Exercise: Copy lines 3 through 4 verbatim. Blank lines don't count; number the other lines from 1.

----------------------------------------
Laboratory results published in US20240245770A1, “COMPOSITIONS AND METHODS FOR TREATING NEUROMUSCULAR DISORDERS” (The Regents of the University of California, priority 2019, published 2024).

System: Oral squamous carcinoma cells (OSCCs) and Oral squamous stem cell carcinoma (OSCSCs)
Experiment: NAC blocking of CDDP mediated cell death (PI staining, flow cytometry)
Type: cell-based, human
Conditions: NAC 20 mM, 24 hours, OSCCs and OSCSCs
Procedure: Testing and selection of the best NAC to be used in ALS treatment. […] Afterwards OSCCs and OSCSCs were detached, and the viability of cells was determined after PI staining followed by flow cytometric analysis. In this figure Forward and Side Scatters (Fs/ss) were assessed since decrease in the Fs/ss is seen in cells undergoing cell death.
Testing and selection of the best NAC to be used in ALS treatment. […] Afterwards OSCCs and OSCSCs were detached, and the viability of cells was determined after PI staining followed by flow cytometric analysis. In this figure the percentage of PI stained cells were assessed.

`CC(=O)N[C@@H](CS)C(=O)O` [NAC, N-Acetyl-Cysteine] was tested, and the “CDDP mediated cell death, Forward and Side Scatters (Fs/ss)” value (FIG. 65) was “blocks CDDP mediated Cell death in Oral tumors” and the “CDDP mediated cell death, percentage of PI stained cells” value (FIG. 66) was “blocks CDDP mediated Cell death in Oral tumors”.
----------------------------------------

Experiment: NAC blocking of CDDP mediated cell death (PI staining, flow cytometry)
Type: cell-based, human